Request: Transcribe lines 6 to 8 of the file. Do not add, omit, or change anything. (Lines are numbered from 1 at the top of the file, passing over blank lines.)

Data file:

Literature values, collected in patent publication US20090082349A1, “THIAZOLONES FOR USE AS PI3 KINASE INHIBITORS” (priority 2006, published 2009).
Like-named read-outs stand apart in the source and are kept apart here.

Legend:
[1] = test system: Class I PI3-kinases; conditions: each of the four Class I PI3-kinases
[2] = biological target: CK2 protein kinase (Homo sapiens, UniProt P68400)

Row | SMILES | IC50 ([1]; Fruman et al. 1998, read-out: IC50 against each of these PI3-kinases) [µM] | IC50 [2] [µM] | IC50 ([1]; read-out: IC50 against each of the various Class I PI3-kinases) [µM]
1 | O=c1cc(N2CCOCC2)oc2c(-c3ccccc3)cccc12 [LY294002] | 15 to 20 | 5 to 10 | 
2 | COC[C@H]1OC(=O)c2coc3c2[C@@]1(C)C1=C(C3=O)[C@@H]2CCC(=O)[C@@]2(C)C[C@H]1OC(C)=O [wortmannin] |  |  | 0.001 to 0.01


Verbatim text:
Row | SMILES | IC50 ([1]; Fruman et al. 1998, read-out: IC50 against each of these PI3-kinases) [µM] | IC50 [2] [µM] | IC50 ([1]; read-out: IC50 against each of the various Class I PI3-kinases) [µM]
1 | O=c1cc(N2CCOCC2)oc2c(-c3ccccc3)cccc12 [LY294002] | 15 to 20 | 5 to 10 | 
2 | COC[C@H]1OC(=O)c2coc3c2[C@@]1(C)C1=C(C3=O)[C@@H]2CCC(=O)[C@@]2(C)C[C@H]1OC(C)=O [wortmannin] |  |  | 0.001 to 0.01